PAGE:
On December 23, 2023 the Pennsylvania Supreme Court decided Sullivan v. Werner Company, in which it ruled that evidence of compliance with industry standards is inadmissible in Pennsylvania Products Liability cases. In doing so, the Supreme Court doubled down on its commitment to the Section 402A of the Second Restatement of Torts being the law of the land in Pennsylvania regarding defective and dangerous product injuries.
(Incidentally, both the Sullivan Trial and appeal were litigated by good friends of mine and excellent Trial Lawyers at the Philadelphia firm of Laffey Bucci Kent who did an amazing job for both their clients and the whole Pennsylvania Plaintiffs’ bar!)
The Facts of the Sullivan v. Werner Company Case
Michael Sullivan was seriously injured on a jobsite when the platform of a six-foot tall mobile scaffold collapsed which caused him to fall through the scaffold onto the ground. The platform of the scaffold was secured to the frame by spring-loaded pins.
Sullivan sued the manufacturer of the scaffold, Werner Company, alleging that the scaffold was defective and dangerous because the design was such that the pins could inadvertently rotate during normal use of the scaffold which could cause the deck to collapse and the user to be injured.
At Trial, Werner Company tried to introduce evidence that the design of the scaffold complied with federal Occupational Safety and Health Administration (OSHA) regulations and American National Standard Institute (ANSI) standards which would support their argument that the scaffold was reasonably safe and not dangerous.
Sullivan filed a Motion in Limine to preclude the admission of the safety regulations and industry standards, arguing that the evidence was not permitted because Pennsylvania follows the Second Restatement regarding Products Liability which requires a focus on the product itself to determine whether it is defective and dangerous, rather than the conduct of the manufacturer such as its compliance with industry standards.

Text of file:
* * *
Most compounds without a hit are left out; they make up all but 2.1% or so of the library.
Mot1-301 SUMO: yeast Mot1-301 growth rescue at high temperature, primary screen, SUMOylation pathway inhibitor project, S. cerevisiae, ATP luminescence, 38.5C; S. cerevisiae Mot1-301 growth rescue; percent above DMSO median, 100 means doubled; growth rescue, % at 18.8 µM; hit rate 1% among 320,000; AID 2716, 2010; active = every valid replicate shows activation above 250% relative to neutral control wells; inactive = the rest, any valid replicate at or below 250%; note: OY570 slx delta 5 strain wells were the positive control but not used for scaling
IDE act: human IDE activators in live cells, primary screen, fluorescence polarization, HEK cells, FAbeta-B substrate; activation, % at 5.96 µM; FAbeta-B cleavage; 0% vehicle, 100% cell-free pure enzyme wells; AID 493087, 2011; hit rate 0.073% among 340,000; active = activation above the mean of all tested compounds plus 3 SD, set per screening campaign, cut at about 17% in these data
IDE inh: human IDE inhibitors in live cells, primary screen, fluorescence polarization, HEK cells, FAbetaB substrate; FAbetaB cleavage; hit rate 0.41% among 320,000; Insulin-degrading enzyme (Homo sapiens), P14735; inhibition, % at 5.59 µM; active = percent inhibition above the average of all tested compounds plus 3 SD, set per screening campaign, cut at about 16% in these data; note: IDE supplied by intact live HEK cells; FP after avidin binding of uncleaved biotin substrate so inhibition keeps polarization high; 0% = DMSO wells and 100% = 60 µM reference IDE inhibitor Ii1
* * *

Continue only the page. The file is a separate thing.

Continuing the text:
The Trial Judge sided with Sullivan and precluded the OSHA/ANSI regulations and standards evidence. The Jury found that the scaffold was defective and awarded Sullivan $2.5 Million in compensation for his injuries and damages.
Werner Company appealed the Jury Verdict, claiming that the Judge erred in failing to permit evidence of industry standards. Sullivan won the appeal first in the Pennsylvania Superior Court and now in the Pennsylvania Supreme Court.
How is a Product Defective Under Pennsylvania Law and in the Sullivan Case?
In the Sullivan v. Werner Company case, the Pennsylvania Supreme Court reaffirmed the fact that Pennsylvania follows Section 402A of the Restatement Second of Torts regarding Products Liability Law which states the following:
(1) One who sells any product in a defective condition unreasonably dangerous to the user or consumer or to his property is subject to liability for physical harm thereby caused to the ultimate user or consumer, or to his property, if
(a) the seller is engaged in the business of selling such a product, and
(b) it is expected to and does reach the user or consumer without substantial change in the condition in which it is sold.
(2) The rule stated in Subsection (1) applies although:
(a) the seller has exercised all possible care in the preparation and sale of this product, and
(b) the user or consumer has not bought the product from or entered into any contractual relation with the seller.
A product can be defective because it is improperly designed or manufactured, or if it does not contain appropriate instructions or warnings.
In the Sullivan v. Werner Company case, Sullivan alleged that the scaffold was defectively defective designed under the Risk/Utility Theory.